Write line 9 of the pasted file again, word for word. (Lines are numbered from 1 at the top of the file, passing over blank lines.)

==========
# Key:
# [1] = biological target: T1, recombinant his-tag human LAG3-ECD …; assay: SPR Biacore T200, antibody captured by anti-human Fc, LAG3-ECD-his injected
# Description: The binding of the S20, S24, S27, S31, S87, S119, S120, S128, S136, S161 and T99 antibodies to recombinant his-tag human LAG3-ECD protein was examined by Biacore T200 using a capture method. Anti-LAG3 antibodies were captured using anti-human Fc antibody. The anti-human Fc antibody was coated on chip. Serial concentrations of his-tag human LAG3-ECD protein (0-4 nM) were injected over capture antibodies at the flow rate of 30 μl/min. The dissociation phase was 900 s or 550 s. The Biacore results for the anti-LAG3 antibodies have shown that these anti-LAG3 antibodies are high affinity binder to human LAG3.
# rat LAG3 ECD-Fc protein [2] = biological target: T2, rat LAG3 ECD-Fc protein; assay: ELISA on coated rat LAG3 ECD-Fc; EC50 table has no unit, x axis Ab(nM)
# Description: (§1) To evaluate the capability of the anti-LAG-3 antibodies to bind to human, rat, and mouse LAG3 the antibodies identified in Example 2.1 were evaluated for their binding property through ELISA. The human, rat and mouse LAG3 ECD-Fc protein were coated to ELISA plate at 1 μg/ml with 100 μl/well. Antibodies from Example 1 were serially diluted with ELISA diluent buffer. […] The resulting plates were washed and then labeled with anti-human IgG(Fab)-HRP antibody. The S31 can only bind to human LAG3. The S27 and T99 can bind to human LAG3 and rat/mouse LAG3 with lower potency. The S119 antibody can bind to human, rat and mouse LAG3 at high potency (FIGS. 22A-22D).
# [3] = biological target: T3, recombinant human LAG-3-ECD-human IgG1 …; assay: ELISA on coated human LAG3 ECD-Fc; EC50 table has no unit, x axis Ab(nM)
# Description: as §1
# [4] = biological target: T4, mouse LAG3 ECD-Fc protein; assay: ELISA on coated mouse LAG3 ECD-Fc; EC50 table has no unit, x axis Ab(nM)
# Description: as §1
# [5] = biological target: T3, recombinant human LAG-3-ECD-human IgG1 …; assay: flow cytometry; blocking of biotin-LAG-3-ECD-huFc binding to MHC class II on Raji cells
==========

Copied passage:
# Description: as §1